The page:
Because while a video call will never fully replicate an in-person meeting, it is the closest many colleagues will come. So a good recommendation for remote team building is to specifically designate some meetings as “cameras on.”
- Start meetings with icebreakers
When online meetings are the only time that a particular group of employees interacts, another good idea for remote team building is to kick off those meetings with icebreaker questions — replicating the small talk that people would have in person before a physical meeting starts.
That will often mean the person running the meeting or responsible for the team leading the way. If you are meeting on a Monday, asking what people got up to over the weekend is an easy icebreaker. Or for meetings later in the week, what plans they have for the evenings or the coming weekend.
The main thing is avoiding getting straight down to business, so that people in the team can get to know each other a little better.
- Stage occasional virtual breaks
Another great benefit of remote working for many people is the greater flexibility it offers in terms of taking breaks and lunch, so trying to stage virtual breaks too frequently can encroach on that.
But another of the remote team building activities you may want to try to introduce is establishing an occasional virtual break together — be that a morning coffee, a shared lunch break, or afternoon tea. The obvious rule here is that work ideally stays off the conversation agenda, so everyone feels they are getting a genuine break, as well as having the chance to know their teammates better.
An extension of this idea is to create a virtual break room, that people from the team or wider organization can enter voluntarily when they are on a break, to interact with any others who might be present.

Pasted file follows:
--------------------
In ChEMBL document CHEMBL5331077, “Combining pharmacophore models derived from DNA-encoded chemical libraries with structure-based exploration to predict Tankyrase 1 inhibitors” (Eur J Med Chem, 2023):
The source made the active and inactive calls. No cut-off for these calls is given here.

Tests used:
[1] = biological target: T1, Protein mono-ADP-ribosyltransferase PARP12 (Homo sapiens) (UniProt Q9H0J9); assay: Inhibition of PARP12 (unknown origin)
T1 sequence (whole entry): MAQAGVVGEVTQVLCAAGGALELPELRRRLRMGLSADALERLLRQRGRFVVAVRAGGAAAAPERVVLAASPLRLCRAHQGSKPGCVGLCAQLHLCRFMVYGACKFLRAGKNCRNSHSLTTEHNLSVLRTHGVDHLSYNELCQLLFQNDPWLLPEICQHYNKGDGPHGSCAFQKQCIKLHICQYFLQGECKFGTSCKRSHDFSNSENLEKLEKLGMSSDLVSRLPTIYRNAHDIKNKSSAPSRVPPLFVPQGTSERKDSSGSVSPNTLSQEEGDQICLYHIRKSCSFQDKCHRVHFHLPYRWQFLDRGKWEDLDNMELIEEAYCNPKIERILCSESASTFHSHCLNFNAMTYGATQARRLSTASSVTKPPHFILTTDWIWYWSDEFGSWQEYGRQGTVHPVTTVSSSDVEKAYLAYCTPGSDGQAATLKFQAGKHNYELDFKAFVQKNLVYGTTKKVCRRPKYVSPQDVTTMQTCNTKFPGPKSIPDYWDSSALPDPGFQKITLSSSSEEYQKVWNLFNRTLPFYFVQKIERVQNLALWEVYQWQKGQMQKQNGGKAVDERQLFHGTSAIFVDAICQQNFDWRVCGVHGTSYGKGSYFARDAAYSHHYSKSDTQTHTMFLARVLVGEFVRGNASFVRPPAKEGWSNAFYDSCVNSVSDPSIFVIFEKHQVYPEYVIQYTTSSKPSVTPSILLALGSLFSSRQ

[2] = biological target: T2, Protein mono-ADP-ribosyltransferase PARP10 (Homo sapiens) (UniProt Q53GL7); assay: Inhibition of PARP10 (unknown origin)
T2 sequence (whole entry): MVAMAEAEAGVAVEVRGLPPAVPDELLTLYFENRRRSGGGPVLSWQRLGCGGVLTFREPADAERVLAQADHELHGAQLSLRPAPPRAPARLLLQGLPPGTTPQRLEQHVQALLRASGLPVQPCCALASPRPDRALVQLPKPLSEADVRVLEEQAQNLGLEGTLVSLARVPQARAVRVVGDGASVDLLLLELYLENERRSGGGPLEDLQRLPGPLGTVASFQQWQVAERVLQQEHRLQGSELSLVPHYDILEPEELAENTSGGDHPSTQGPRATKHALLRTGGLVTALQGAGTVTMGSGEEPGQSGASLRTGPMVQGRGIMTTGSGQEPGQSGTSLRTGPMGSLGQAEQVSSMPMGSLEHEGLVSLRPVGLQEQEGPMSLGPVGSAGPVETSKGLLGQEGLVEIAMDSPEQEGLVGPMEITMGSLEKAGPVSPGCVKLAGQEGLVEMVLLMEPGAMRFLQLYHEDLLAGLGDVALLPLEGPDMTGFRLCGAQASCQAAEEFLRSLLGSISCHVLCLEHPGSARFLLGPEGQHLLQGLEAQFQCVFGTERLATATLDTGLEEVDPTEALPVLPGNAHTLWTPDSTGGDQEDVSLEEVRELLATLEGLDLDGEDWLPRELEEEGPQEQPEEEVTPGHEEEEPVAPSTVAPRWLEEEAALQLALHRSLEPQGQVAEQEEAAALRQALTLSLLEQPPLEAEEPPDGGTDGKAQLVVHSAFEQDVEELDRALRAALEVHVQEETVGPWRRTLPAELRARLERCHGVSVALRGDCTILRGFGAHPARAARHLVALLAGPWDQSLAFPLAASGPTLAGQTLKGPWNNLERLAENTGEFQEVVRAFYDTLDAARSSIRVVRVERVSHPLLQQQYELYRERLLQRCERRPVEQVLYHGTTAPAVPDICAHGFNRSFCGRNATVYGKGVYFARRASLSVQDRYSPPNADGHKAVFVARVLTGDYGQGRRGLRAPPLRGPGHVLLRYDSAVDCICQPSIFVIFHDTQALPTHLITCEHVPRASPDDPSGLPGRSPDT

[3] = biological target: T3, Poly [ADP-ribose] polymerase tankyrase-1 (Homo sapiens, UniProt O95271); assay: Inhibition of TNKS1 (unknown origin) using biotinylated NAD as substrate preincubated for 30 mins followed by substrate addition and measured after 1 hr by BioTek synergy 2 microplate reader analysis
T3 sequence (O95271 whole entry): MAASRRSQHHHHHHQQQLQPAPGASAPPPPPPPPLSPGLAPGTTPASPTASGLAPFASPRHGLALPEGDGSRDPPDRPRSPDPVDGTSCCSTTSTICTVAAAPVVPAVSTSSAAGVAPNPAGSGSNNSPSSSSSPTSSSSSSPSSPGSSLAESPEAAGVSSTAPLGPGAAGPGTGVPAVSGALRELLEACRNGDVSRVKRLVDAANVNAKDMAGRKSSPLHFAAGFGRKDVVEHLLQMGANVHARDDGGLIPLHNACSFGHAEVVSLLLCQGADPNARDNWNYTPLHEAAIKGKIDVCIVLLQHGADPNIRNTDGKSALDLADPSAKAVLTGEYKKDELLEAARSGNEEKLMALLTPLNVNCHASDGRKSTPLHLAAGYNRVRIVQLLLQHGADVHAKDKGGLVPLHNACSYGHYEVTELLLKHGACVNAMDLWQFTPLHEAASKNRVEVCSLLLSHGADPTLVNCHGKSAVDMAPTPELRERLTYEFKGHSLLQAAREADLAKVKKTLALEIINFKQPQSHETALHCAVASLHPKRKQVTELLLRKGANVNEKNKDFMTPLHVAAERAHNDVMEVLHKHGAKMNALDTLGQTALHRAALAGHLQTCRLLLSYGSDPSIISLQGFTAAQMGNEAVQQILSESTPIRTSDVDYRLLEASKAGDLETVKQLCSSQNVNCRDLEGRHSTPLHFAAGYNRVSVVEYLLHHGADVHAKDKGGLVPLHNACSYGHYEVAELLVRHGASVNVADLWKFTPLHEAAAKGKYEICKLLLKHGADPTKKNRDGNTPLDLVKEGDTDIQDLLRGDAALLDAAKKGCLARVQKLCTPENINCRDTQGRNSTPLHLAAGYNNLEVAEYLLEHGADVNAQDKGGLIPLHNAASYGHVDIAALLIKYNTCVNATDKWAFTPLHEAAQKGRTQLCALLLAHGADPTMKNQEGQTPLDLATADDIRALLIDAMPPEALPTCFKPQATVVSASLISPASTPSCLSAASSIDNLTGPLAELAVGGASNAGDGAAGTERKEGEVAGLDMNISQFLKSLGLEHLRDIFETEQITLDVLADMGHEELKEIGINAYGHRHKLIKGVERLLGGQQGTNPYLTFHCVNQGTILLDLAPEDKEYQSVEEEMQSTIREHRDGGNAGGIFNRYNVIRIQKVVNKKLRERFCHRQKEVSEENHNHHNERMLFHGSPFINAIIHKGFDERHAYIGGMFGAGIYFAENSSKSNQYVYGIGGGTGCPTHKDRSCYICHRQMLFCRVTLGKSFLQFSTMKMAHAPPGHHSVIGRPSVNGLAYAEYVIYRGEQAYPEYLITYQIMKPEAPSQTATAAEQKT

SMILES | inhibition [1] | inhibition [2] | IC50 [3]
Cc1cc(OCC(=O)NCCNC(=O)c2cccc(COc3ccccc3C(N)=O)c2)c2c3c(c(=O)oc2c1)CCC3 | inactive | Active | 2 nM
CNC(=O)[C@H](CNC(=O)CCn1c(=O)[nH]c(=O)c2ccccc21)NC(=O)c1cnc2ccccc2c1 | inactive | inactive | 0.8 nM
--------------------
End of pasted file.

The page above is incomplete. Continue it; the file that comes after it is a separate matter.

- Set up a social channel
Working in a remote team, you will almost certainly be part of a group chat with colleagues to discuss matters related to work. But another good idea when considering remote team building activities is setting up a channel for non-work related interactions.
Whether that is an alternative channel on the platform your team uses for work chatter, or an entirely different platform, providing a space to interact more informally can be a great way to foster team spirit.
Sharing photos of your pets, your (messy) workspace, your meals, or any other aspect of your remote work life are just some ideas for things to share on this channel. But really, any interaction that brings a smile to people’s faces and makes them feel more connected with their team is welcome.
- Find time to reflect
While it is good to have remote team building activities that take your mind off of work, it is also worthwhile making space for the group to reflect on the work they are doing, what that means to the team overall, and how that fits into the wider organization.
A good time to consider doing something like this is on a Friday afternoon, as the work week draws to a close. Providing team members with the chance to discuss what they have achieved that week, what they have coming up the following week, and how they feel the team has performed as a whole is a great way of reinforcing the sense that people are working together despite the distance between them.
This will also give team members the opportunity to highlight how others in the team have helped them do their jobs, and provide a space in which individual colleagues can be recognized for their contributions, which is a great way of building morale.